John Robertson, an associate professor in the department of Biomedical Sciences and Pathobiology, earned the Class of 2001 Teacher of the Year Award; R. Lee Pyle, a professor in the department of Small Animal Clinical Sciences, was awarded the Class of 2000 Teacher of the Year Award; and S. Dru Forrester, an associate professor in the department of Small Animal Clinical Sciences, and Jerry Roberson, an assistant professor in the department of Large Animal Clinical Sciences, were co-presented the "Class of 1999 Teacher of the Year Award."
William "Terry" Swecker, an associate professor in the Department of Large Animal Clinical Sciences, was presented the College Teaching Award and a Virginia Tech Certificate of Teaching Excellence.
Also, 83 students were formally presented 35 different scholarships during the annual event, which seeks to recognize both the donors who fund the scholarships, and the students who earn them.
Jay Stipes, professor of plant pathology, was keynote luncheon speaker at the annual meeting of the Mid-Atlantic Chapter of the International Society of Arboriculture in Charlottesville last month. He was also invited to speak on Dutch Elm Disease Management at the Third International Elm Conference sponsored by the Morton Arboretum, in Chicago on October 1. Thirteen nations were represented at the conference.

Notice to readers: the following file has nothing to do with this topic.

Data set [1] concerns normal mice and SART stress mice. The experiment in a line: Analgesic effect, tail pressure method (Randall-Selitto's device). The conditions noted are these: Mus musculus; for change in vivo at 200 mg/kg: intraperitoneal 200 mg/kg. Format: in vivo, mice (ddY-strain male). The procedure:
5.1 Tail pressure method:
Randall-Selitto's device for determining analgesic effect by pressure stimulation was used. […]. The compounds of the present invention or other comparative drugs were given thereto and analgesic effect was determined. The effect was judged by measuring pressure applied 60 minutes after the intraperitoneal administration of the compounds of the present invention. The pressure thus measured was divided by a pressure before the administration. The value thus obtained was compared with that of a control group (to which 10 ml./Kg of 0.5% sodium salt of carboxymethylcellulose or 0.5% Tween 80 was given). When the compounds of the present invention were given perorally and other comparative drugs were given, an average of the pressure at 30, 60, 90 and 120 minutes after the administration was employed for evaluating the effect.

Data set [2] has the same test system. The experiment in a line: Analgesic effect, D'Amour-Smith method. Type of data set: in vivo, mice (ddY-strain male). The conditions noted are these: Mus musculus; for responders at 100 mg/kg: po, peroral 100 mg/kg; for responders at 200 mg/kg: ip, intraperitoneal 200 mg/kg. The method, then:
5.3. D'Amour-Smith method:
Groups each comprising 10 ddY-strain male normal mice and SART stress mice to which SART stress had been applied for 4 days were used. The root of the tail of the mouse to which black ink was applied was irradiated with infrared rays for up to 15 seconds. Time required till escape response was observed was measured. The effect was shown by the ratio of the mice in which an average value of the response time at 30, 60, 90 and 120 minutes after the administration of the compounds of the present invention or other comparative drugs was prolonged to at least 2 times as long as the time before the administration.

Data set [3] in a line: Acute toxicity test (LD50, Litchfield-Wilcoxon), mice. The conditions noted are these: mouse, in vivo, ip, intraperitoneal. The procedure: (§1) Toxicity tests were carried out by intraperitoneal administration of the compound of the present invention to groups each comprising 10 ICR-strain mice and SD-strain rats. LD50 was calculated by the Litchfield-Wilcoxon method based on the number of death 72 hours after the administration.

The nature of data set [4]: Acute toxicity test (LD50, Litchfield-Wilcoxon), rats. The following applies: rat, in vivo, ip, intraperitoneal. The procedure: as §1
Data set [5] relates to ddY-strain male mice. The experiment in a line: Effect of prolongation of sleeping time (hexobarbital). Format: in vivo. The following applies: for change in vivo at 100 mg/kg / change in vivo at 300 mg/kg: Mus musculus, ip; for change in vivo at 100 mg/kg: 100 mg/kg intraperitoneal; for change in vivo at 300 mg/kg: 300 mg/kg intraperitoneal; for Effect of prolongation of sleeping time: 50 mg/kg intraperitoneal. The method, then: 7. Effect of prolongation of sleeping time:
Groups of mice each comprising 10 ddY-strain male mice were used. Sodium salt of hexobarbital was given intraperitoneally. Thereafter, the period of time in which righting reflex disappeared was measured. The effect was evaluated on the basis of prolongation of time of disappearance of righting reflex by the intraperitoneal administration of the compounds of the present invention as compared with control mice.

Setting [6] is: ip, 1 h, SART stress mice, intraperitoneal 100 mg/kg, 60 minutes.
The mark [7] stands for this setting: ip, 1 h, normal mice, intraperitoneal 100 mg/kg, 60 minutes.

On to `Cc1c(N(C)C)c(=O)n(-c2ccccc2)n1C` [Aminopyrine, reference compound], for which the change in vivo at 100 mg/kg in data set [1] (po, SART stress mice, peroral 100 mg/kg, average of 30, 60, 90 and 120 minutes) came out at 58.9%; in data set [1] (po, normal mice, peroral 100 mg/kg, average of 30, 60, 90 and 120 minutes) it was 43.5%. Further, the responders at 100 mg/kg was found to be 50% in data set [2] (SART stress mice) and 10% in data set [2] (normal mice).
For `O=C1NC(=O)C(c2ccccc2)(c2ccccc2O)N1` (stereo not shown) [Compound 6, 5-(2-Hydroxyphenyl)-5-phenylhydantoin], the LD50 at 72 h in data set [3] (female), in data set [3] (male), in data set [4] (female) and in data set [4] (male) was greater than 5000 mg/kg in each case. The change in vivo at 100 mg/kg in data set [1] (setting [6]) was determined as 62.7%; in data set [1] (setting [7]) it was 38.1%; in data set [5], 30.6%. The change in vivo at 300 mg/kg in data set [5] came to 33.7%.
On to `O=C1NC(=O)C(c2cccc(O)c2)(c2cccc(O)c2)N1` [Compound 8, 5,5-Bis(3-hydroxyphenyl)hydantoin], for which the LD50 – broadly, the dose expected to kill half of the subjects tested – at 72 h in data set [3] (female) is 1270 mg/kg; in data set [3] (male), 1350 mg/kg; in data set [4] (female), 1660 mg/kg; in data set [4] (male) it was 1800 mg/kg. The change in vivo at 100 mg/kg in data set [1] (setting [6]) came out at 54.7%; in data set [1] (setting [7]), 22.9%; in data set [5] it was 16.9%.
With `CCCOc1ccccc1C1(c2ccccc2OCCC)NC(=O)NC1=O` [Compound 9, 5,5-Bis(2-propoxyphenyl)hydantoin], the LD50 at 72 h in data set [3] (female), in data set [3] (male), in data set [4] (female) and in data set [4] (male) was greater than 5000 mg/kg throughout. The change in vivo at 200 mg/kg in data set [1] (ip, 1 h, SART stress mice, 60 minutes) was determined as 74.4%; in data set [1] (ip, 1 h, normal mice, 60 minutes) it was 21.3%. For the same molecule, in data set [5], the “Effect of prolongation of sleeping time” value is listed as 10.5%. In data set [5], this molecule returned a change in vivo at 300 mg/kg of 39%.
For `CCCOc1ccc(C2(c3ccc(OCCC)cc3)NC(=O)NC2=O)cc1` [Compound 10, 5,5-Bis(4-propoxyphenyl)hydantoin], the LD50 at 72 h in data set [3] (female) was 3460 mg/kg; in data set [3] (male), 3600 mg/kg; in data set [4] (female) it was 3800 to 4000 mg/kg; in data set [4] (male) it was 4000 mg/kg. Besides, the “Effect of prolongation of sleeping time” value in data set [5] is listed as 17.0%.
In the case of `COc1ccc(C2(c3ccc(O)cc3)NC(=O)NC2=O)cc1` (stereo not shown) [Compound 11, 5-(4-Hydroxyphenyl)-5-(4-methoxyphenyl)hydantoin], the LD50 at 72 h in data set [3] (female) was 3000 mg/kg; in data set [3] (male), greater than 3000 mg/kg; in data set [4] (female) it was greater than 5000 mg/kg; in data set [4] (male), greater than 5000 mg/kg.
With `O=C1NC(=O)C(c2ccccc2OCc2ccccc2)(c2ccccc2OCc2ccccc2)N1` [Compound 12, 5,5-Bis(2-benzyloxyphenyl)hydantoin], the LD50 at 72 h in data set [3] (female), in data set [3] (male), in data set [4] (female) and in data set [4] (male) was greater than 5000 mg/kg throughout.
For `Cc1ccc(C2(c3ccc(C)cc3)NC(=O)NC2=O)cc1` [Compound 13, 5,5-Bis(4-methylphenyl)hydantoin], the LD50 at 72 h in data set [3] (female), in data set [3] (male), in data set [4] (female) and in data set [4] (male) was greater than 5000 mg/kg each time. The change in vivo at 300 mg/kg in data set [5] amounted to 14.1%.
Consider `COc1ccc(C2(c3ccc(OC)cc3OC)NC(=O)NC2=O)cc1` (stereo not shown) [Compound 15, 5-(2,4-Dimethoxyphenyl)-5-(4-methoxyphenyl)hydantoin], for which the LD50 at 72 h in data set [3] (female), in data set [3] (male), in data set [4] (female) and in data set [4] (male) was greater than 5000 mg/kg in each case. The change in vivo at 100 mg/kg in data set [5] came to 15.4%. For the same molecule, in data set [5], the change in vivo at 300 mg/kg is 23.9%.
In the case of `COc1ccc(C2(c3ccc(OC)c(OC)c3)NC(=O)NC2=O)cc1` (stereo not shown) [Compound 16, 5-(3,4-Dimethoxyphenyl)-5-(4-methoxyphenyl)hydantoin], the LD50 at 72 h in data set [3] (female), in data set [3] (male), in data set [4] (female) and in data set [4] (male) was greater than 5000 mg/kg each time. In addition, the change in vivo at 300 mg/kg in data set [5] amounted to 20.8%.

Several Virginia Tech faculty members are slated to participate as chairs and presenters during the Wireless Communications Conference and International Symposium on Microelectronics, to be held in San Diego, October 31-November 4.
Aicha Elshabini of electrical and computer engineering (ECpE) is co-chair of the wireless conference; Charles Bostian of ECpE serves as technical chair; and presenters and instructors include ECpE faculty Peter Athanas, Tim Pratt, Theodore Rappaport, Jeffrey Reed, Dennis Sweeney, Warren Stutzman, William Tranter, and College of Business faculty members Sheryl Ball and George Morgan.